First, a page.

Tied Up In Knots, by Mary Calmes
Series: Marshalls, Book 3
Publisher: Dreamspinner Press
Release Date: September 16, 2016
Rating: 3 out of 5 stars
Miro Jones is living the life: he’s got his exciting, fulfilling job as a US deputy marshal, his gorgeous Greystone in suburban Chicago, his beloved adopted family, and most importantly, the man who captured his heart, Ian Doyle. Problem is, Ian isn’t just his partner at work—Ian’s a soldier through and through. That commitment takes him away from Miro, unexpectedly and often, and it’s casting a shadow over what could be everything Miro could ever dream of.
Work isn’t the same without Ian. Home isn’t the same, either, and Miro’s having to face his fears alone… how to keep it together at the office, how to survive looming threats from the past, and worst of all, how to keep living without Ian’s rock-solid presence at his side. His life is tied up in knots, but what if unknotting them requires something more permanent? What would that mean for him and Ian? Miro’s stuck between two bad choices, and sometimes the only way to get out of the knot is to hold tight to your lifeline and pull.
Mary Calmes is what I like to all my fuzzy bunny crack. Seriously, that’s the name of the collection on my Kindle. And the Marshalls books with Miro Jones and Ian Doyle are my favorite kind of fuzzy bunny. Just enough endearments and smooshy feels. Over the top stories and completely unbelievable action. While Sam Kage and Jory are what most people love about Ms. Calmes, I like Miro and Ian because they’re less like Sam and Jory than most. Miro and Ian are loving and respectful of one another without any of the abusive controlling junk we see in a lot of the other books.
Liking Miro and Ian as much as I do, I was thrilled to get an early copy of TIED UP IN KNOTS. Book 3 with even more of the squishy loving Marshalls? YES PLEASE. This book delivered much of the fun that is Miro and Ian together, but unfortunately it felt incomplete and rushed while being longer than book 2. The guys are struggling with Ian’s repeated deployments and the separations and reunions that go along with it. Apparently Ian has been gone for a lot of the time since the end of the last book. It felt a bit like being dumped into the middle of the strain and stress of that. It becomes quickly clear Miro is working on some serious resentment. It’s no wonder Ian questions if they can survive the fighting; I started to wonder.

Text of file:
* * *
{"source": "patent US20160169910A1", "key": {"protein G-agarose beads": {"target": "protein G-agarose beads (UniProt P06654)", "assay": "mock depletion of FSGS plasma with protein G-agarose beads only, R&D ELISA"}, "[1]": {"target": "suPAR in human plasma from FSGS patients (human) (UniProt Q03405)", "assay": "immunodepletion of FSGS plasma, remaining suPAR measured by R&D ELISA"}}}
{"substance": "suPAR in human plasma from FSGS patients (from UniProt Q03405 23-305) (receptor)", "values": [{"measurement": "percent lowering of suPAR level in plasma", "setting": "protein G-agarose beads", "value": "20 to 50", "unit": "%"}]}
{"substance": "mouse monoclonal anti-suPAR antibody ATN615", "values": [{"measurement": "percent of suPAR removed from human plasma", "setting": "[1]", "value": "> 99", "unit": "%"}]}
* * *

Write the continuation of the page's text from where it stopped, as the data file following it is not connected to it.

This book feels like a placeholder. There’s not a lot of forward motion in the relationship; Miro and Ian aren’t even on page together all that much. Definitely they’re not communicating a whole lot with clothes on. I’m sad about that as their direct interactions are witty and fun to read.
Per usual for this series, there’s a lot of interaction and page time with the other Marshalls. There’s also the usual extra EXTRA characters from other agencies, Miro’s friends, and Ian’s teammates. If I ever tried to keep all of the characters in these books straight, I think it’d be a massive spider web. Luckily, I’m finally keeping the other Marshalls straight (after *mumbles* rereads of books 1 and 2). I generally enjoy them and their interactions as a team. This book, though, had some interesting scenes with the others. There’s one scene that feels RIPPED FROM THE HEADLINES…dun dun duuun. The good news (and spoiler free) is the scene helped facilitate sending the guys off on another job, so at least it wasn’t completely a teaching moment. It most definitely WAS a teaching moment, and I don’t know if that’s good or bad. It felt a bit preachy, but I didn’t hate it.
Some of the extra extra characters feel like a setup for more books. Which also makes this book feel like a placeholder or perhaps just a cornucopia of characters and little substance. I continue to like this series and characters, but I hope the next book feels like more of a story.
Some series books can be read out of order or stand alone. This isn’t one of those books. The Marshalls books should be read in order and from the beginning. Book 1 remains the best, in my opinion, so start there and roll around in the fuzzy bunny feels.
Mary Calmes lives in Lexington, Kentucky, with her husband and two children and loves all the seasons except summer. She graduated from the University of the Pacific in Stockton, California, with a bachelor’s degree in English literature. Due to the fact that it is English lit and not English grammar, do not ask her to point out a clause for you, as it will so not happen. She loves writing, becoming immersed in the process, and falling into the work. She can even tell you what her characters smell like. She loves buying books and going to conventions to meet her fans.
Find her online at http://www.marycalmesauthor.com/index.php
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I received an advanced copy of this novel in exchange for a fair and honest review.